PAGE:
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Newsflash: Coastal areas are wet

11 Sep 2019 | Science Notes

With climate alarmism hopping from panic to panic like a polar bear on a melting ice floe, it’s useful periodically to take a quick look back. For instance the New York Times “Climate FWD” reported a year ago that climate change is washing away 5,000 year old human structures in the Orkney Islands. Not the North Sea, mind you, climate change. But with the Times it always pays to skip quickly over the first half of an article to the second, where the reporter grudgingly tells you about all the evidence that rebuts the headline. In this case that this coastal erosion has been going on for millennia, and nearby sea level rise is far below the global average. Basically the Orkneys have harsh weather that erodes things, and always have had.

When you dig down in the Orkney Islands article what emerges is that these ancient sites in coastal areas have been battered by storms for millennia and are showing the effects as they always have. The only real difference is that defensive measures started to be undertaken nearly a century ago and continue today. None of which is news, even if alarmists want to point to any bad thing that happens and declare it never happened before and it’s all due to climate change.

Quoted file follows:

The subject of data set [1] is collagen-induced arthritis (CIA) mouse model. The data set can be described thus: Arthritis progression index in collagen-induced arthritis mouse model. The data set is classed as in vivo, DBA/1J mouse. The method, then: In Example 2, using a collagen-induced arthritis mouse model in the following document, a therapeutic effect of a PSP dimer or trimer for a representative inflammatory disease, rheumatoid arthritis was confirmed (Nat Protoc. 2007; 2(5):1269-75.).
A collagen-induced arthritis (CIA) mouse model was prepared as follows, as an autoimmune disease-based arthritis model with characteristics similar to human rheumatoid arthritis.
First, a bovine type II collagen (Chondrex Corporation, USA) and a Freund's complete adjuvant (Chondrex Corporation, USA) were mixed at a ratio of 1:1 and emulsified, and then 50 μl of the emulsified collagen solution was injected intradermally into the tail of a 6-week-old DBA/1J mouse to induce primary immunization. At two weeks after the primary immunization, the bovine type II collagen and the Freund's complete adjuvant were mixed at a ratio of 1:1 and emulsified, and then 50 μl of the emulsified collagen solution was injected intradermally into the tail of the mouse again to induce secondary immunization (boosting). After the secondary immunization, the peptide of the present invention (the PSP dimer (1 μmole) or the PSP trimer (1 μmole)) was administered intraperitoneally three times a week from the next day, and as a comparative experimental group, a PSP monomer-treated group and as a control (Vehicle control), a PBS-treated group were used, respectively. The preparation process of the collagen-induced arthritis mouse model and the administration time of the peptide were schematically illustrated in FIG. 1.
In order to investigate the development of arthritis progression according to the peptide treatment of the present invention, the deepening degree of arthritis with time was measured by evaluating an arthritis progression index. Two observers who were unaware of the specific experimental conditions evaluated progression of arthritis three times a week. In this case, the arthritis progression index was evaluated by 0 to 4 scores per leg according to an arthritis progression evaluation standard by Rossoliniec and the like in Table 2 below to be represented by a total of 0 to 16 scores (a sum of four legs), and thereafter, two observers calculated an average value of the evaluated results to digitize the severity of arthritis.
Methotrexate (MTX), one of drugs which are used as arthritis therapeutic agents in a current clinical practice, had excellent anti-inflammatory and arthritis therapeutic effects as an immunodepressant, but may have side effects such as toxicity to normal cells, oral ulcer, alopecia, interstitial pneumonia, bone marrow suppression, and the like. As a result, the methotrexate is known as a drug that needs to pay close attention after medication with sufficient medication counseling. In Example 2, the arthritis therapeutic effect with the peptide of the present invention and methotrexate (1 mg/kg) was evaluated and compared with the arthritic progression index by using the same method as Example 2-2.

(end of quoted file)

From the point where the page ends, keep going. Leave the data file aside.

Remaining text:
Ah, but what about the relentlessly rising seas? Well, the nearby tide gauge at Wick has data back to 1965. Relative sea level (the depth of the ocean locally, including sediment) averaged just over 6.9 metres that year. It reached 7.0 metres in the early 80s, the early 90s, the middle of the last decade and again in the last few years. The long term average increase is about 1.3 mm per year, less than half the global average. Hardly a poster child for a drowning coastline.

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